On pairing

I never did XP style pairing until I arrived in London. My experience had been mostly solo work, with plenty of team collaboration, and some rare pairing on tough problems. I was pretty excited about trying something new. And it’s part of why I picked my first role in London.

Pairing for the first time

That first day of pairing was pretty bad. It was a complex codebase that was years in the making. The person I paired with, a consultant, wasn’t interested in explaining things to me or letting me touch the keyboard. It was a very frustrating experience. I’m used to diving into new codebases and picking up things quickly. Instead, I just sat there unable to contribute much, counting down the minutes until the day ended.

What doesn’t kill you…

I eventually got the hang of pairing and started to enjoy it. It took about 6 months. That first impression really stuck in my mind though. Pairing can be downright awful when done poorly.

A few things went wrong that day. Pairing, as I understand it, is meant to be done between peers with similar amounts of knowledge. I had no on-boarding or mentoring as a new joiner. My first pairing partner was not good at pairing and didn’t have much interest in being so.

Pairing is fundamentally different to working solo. Actively interacting with another person while trying to think deeply about an engineering problem relies on a whole set of brain muscles that I wasn’t used to using. I like to think of it as social coding.

In London

Pair programming is very popular in London. If you’re from the USA, you’ll probably find it a bit of an adjustment unless you’ve worked at one of the companies that pair all the time. It’s probably more difficult to find a job that doesn’t require pairing.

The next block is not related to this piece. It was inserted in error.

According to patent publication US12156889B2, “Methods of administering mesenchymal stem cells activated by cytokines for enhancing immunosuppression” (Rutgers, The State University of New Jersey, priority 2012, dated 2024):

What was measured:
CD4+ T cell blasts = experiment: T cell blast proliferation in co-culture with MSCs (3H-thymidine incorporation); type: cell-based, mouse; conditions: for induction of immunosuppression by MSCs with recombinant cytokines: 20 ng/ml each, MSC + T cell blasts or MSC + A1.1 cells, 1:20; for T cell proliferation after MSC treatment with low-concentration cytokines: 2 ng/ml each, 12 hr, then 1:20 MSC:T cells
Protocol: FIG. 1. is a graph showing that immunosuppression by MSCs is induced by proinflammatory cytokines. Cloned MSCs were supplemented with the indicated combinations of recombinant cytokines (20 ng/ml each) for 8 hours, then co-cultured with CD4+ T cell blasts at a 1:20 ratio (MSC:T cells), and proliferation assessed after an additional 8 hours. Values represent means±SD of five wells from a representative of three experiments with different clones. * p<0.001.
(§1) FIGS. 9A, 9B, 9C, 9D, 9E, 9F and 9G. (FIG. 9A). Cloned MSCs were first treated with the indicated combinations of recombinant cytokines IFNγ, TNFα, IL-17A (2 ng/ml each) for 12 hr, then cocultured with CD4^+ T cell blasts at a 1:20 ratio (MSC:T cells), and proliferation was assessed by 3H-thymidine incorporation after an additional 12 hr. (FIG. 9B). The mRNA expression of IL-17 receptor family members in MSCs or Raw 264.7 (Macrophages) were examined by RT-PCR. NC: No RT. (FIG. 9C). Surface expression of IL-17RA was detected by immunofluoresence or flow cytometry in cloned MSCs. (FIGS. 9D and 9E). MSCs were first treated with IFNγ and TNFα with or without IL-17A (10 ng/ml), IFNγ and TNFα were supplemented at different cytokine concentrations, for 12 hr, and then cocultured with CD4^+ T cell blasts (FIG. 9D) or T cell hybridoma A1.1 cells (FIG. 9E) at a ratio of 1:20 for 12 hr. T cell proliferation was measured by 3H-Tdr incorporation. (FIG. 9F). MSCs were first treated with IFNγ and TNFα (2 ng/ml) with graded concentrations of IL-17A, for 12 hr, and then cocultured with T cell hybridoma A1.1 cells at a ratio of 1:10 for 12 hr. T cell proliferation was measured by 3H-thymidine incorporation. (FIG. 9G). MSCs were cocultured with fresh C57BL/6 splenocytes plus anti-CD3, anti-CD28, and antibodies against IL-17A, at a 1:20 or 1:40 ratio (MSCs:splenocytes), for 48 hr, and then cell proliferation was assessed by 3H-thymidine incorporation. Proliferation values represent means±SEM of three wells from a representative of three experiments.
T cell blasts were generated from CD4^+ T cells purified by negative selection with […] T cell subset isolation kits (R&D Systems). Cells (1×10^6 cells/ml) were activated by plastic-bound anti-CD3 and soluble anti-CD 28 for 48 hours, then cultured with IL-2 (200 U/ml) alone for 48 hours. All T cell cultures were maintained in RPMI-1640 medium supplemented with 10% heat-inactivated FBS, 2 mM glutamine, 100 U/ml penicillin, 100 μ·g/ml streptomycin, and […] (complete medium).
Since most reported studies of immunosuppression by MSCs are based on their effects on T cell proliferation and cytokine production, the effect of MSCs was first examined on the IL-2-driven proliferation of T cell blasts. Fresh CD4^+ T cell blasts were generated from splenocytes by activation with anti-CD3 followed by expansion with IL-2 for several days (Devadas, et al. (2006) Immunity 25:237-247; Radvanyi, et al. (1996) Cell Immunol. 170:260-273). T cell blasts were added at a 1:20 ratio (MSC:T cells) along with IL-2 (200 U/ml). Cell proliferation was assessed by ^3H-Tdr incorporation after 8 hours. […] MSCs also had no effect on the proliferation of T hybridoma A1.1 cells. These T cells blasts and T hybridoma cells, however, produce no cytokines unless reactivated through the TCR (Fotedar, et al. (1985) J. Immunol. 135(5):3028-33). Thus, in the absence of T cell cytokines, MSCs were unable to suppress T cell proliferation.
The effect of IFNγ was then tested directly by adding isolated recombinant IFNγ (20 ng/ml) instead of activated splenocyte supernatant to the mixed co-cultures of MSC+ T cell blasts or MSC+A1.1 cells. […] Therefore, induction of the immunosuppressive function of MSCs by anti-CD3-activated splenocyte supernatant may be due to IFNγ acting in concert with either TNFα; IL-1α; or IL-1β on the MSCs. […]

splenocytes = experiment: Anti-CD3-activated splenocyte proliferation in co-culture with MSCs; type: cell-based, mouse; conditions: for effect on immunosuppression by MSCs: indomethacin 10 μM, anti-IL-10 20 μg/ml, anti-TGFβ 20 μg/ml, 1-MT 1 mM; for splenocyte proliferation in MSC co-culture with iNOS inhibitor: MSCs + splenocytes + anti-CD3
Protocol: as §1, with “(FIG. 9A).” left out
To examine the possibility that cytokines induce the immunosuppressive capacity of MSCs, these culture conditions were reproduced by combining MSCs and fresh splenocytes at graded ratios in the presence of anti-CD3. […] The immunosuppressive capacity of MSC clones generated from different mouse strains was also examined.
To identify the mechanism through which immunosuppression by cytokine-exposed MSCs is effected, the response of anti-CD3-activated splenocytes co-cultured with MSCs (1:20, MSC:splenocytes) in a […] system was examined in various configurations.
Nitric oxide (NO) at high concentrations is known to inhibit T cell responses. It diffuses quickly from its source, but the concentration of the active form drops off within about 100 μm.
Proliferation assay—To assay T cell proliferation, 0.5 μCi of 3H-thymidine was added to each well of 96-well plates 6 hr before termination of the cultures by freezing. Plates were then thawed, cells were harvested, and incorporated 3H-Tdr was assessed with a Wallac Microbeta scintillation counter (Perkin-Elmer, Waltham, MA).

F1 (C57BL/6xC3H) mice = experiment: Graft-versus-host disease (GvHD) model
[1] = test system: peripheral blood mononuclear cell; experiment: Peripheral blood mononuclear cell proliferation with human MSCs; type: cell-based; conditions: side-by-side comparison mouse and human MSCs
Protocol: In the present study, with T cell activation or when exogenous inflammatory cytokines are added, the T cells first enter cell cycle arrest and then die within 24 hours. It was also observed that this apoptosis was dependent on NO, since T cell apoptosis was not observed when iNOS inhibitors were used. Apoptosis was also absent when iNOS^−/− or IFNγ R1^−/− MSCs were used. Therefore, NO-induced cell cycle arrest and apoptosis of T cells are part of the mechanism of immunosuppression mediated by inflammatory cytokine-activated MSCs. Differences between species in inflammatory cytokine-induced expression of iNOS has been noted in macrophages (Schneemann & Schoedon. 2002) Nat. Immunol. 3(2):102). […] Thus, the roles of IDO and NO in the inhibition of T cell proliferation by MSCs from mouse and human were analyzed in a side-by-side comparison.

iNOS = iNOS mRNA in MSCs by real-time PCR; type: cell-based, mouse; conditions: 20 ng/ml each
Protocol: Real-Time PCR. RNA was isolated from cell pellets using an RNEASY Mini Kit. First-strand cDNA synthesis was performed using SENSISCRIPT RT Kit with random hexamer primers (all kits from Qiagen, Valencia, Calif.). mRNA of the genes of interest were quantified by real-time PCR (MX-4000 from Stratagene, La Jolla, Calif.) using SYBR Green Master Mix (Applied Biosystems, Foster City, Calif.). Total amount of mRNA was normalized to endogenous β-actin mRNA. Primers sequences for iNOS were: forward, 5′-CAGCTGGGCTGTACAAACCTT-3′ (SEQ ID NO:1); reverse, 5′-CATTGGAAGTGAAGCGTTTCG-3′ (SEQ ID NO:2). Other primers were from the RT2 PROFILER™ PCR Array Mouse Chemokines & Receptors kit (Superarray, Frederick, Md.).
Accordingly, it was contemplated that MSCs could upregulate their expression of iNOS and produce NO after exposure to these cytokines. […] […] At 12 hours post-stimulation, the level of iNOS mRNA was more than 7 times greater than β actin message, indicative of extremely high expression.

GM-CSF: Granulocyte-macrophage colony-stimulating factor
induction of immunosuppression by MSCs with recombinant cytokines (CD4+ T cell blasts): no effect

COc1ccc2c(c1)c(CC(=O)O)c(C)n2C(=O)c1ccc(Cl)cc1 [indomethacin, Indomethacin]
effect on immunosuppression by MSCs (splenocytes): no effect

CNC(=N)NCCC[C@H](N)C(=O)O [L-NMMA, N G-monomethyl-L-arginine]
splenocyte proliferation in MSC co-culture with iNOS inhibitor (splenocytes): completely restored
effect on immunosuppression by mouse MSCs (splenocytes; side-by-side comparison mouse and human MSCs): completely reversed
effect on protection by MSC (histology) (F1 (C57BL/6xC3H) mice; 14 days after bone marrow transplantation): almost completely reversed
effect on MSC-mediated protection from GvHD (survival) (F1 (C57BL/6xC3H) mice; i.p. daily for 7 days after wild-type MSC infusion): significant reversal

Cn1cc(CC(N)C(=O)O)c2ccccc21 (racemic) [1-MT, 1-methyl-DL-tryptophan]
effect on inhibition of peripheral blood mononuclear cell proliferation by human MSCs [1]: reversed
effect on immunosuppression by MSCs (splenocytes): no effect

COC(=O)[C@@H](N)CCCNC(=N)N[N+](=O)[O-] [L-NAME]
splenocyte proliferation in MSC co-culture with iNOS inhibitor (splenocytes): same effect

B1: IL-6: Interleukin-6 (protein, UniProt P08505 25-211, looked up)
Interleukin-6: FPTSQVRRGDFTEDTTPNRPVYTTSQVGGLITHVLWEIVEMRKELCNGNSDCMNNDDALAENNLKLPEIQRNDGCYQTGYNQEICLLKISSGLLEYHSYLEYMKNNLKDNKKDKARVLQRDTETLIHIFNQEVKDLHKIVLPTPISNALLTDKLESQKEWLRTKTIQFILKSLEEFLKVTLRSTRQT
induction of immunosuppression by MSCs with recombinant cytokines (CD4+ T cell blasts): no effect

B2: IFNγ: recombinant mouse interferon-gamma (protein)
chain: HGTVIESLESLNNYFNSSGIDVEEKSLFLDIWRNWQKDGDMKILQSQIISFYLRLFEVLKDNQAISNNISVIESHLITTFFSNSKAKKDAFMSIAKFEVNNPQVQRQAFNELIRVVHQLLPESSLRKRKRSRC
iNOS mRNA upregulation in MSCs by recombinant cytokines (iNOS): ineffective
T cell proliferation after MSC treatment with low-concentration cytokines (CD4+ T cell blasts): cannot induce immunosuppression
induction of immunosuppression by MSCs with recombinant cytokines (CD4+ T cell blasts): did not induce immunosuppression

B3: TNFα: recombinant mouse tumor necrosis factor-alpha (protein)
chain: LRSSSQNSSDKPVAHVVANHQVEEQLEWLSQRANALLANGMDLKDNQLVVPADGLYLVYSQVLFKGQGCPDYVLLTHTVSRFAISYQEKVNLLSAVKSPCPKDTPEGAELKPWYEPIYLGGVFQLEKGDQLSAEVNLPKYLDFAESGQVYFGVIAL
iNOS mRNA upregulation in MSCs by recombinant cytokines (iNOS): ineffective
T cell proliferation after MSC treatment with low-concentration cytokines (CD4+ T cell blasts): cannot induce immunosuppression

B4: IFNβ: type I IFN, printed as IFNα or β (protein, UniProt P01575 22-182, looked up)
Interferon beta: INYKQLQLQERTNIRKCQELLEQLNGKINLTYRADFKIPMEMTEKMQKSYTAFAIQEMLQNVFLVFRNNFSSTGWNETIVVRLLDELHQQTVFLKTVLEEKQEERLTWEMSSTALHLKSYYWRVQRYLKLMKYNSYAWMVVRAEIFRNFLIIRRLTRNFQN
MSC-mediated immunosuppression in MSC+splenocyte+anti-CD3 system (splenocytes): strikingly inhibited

I think pairing is hard to get right, and there isn’t a convention on the right way to do it. It’s also worse for individuals when it goes wrong, compared to non-pairing. It can be torture to be pair with someone when it doesn’t work out.

So you want to do it right?

I believe pair programming can be done in a constructive way, although it’s not easy.

Social, in-person interaction between team members becomes more crucial. It’s now part of the critical path of all code commits, even key presses. This requires a manager skilled in building people’s personal skills and resolving conflicts in teams. This is important in any team, but I think even more so in a team of 100% pairing.

Another thing is ownership. Pairing seems to naturally de-emphasize individual ownership and responsibility. Many teams that pair will rotate daily on tasks. It’s hard to feel ownership of a task when you only spend a day on it, then move to the next thing. I’ve seen tasks go astray, a bit like the game where a message gets passed from kid to kid by ear in a circle. For tasks longer than a day, I suggest one person stays on the task and owns it. That person is responsible for stewarding that change to production and on-boarding new pair partners.

External interaction can be tricky in a team that pairs. It’s difficult to read github feed, emails, and chat when pairing. All things commonly used in software development. All focus is on the social interaction of pairing. If your team supports external clients, I suggest having a solo support role that rotates and can respond without having to break the pairing flow.

Not all tasks are ideal to be paired on. It can be difficult to write up a detailed design doc as a pair. For research and learning, it can make sense to split up and do research independently.

People also learn differently. Ask newcomers how they learn best. Some people would prefer to spend time on their own to get up to speed. When they are ready, you can incorporate them into the pair rotation. Or if they prefer mentorship, assign a dedicated mentor for the first few weeks until they are comfortable.

Pair programming is exhausting. I believe Kent Beck claims in the XP book he doesn’t pair for more than 6 hours a day. My first pairing experience was 8 hours without many breaks. It was tiring! Take more breaks and work less hours when pairing. That’s the cost of it. Alternatively, consider a day off a week from pairing.

It’s different, not better

It annoys me when people claim pair programming is superior to anything else. The shows no obvious superiority.1 Outside of the microcosm of London IT, I think it’s an oddity more than the norm.

Choose to pair if it suits your team, not because you think it’s the silver bullet of software engineering.

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